Shakespeare Sonnet 117 Analysis: Accuse me thus: that I have scanted all

Shakespeare sonnet 117Analysis, Summary, Theme and modern English Translation

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This is a short summary of Shakespeare sonnet 117. Continue reading for complete analysis and meaning in the modern text. For the complete list of 154 sonnets, check the collection of Shakespeare Sonnets with analysis. It is highly recommended to buy “The Monument” by Hank Whittemore, which is the best book on Shakespeare Sonnets

Shakespeare Sonnet 117 (Original Text)

Accuse me thus: that I have scanted all
Wherein I should your great deserts repay,
Forgot upon your dearest love to call,
Whereto all bonds do tie me day by day;
That I have frequent been with unknown minds,
And giv’n to time your own dear purchased right;
That I have hoisted sail to all the winds
Which should transport me farthest from your sight.
Book both my willfulness and errors down,
And on just proof surmise accumulate.
Bring me within the level of your frown,
But shoot not at me in your wakened hate,
Since my appeal says I did strive to prove
The constancy and virtue of your love.

Shakespeare Sonnet 117 Modern Text (Translation)

Shakespeare sonnet 117 Modern English Translation

-via SparkNotes

Shakespeare Sonnet 117 Analysis

The poet tells the fair lord that he can accuse him of wasting opportunities “Accuse me thus: that I have scanted all” to repay him what he owes the youth “Wherein I should your great deserts repay”. He says he has forgotten call upon the youths love “Forgot upon your dearest love to call,” that binds him every passing day “Whereto all bonds do tie me day by day;”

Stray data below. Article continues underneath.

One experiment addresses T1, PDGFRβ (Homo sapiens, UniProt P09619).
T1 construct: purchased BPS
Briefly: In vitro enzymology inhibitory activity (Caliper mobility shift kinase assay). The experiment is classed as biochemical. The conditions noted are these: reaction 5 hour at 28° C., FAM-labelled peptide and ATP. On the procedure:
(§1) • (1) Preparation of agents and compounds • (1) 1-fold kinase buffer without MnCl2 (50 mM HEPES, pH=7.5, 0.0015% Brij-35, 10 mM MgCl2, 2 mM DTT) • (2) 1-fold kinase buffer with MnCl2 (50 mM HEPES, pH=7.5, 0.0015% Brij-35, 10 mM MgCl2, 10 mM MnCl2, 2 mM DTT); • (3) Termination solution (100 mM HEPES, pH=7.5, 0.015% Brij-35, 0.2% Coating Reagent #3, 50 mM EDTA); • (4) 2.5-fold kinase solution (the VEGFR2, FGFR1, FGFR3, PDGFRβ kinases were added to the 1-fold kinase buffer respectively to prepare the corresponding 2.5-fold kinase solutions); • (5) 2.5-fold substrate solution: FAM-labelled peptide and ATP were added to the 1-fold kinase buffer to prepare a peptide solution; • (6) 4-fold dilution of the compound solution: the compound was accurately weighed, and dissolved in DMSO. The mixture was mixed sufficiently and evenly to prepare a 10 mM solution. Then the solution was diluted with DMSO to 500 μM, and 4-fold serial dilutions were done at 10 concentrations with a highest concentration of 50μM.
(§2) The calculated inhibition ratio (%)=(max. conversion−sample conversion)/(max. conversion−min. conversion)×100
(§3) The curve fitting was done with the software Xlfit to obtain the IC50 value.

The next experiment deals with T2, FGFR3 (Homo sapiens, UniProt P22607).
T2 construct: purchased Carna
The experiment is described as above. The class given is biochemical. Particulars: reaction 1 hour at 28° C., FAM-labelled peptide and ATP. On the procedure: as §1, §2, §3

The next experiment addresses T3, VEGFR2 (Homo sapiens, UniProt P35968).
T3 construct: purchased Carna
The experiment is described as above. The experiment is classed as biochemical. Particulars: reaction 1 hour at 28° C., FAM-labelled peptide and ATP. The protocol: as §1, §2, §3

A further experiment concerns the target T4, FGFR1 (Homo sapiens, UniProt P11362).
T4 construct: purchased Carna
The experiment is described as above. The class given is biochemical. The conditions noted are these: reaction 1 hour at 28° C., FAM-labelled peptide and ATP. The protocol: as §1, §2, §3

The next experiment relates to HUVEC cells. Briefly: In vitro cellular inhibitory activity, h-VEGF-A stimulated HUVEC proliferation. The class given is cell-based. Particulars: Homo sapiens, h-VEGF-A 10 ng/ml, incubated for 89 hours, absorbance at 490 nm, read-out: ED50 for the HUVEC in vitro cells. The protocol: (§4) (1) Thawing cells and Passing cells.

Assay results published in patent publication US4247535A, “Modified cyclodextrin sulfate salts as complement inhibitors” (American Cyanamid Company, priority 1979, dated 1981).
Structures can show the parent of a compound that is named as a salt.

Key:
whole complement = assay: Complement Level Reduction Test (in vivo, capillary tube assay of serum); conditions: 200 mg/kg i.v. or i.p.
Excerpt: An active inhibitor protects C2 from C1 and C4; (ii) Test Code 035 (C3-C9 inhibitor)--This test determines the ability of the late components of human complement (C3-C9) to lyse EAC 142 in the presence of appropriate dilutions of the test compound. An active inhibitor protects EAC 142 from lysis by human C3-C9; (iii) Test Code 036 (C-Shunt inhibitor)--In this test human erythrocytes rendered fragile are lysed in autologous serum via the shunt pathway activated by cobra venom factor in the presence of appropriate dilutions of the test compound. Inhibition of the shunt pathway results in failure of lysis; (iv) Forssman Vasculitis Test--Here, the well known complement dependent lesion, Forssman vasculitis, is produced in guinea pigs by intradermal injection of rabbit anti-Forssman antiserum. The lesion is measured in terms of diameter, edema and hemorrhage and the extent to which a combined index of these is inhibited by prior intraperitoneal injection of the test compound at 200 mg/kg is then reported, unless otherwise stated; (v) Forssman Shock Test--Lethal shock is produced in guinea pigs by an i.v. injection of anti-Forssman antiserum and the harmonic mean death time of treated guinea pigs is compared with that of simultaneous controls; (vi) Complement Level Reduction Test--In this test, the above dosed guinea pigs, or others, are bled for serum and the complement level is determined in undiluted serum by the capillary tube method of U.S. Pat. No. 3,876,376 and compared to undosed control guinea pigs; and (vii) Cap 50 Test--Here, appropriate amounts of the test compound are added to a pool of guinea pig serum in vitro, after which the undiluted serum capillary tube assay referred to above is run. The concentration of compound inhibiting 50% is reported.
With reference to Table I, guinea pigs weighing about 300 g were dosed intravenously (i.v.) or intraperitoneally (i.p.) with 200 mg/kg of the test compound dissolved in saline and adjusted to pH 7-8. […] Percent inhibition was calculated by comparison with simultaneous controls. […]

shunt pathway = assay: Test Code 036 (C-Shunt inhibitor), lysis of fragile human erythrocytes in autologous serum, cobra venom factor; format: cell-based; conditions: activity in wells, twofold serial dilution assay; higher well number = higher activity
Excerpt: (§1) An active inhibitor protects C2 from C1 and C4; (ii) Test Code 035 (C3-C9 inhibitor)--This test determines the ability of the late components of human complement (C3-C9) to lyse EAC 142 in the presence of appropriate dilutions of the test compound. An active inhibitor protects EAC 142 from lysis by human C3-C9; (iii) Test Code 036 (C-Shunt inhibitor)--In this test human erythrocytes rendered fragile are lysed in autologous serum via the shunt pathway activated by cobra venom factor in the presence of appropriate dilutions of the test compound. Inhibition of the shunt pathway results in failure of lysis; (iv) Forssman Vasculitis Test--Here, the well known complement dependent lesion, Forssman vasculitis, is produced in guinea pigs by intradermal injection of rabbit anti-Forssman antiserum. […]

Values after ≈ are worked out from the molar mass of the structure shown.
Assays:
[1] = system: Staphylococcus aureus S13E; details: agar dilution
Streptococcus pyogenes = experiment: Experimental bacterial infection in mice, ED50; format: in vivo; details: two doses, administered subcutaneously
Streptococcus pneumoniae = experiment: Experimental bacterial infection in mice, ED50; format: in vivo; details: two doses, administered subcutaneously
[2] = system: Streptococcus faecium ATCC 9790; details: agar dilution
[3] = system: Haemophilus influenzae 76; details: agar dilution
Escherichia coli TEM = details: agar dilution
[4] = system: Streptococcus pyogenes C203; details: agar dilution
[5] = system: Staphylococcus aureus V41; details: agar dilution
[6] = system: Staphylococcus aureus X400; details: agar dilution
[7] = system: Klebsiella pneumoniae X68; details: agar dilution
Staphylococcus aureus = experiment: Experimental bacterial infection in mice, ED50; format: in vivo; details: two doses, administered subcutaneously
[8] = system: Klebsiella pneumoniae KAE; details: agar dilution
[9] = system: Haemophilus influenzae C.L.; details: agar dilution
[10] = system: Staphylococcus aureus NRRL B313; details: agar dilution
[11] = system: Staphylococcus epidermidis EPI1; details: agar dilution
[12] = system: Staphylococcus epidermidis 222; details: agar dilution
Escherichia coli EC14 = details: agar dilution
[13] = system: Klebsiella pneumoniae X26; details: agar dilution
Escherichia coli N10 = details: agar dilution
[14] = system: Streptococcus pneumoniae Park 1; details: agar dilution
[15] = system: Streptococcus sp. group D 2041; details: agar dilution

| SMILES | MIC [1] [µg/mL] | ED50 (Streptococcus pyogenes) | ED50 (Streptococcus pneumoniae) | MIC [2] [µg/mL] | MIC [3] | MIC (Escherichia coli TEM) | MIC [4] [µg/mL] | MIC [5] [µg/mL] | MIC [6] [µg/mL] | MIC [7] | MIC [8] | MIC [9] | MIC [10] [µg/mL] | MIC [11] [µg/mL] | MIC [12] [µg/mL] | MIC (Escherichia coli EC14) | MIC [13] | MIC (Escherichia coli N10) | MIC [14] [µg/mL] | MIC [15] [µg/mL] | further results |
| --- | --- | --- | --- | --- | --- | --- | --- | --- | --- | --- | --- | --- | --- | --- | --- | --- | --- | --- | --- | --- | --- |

The poet says he has been spending time with strangers “That I have frequent been with unknown minds,” and not given time to the fair lord who has the right over him “And giv’n to time your own dear purchased right;” now the fair youth can claim that the poet has allowed himself to be influenced by others (comparing the influences to winds) “That I have hoisted sail to all the winds” that have driven him farther from the sight of the youth “Which should transport me farthest from your sight?”

He tells the lord to write down all the stubborn things he has done “Book both my willfulness and errors down,” and add to them whatever else he knows based on assumptions “And on just proof surmise accumulate.” He tells the fair lord he can frown at him “Bring me within the level of your frown,” but not to do it because of new hatred for the poet “But shoot not at me in your wakened hate,”

Because the poet says he has done all this to prove “Since my appeal says I did strive to prove” how consistent and strong is the youth’s love for him. “The constancy and virtue of your love”

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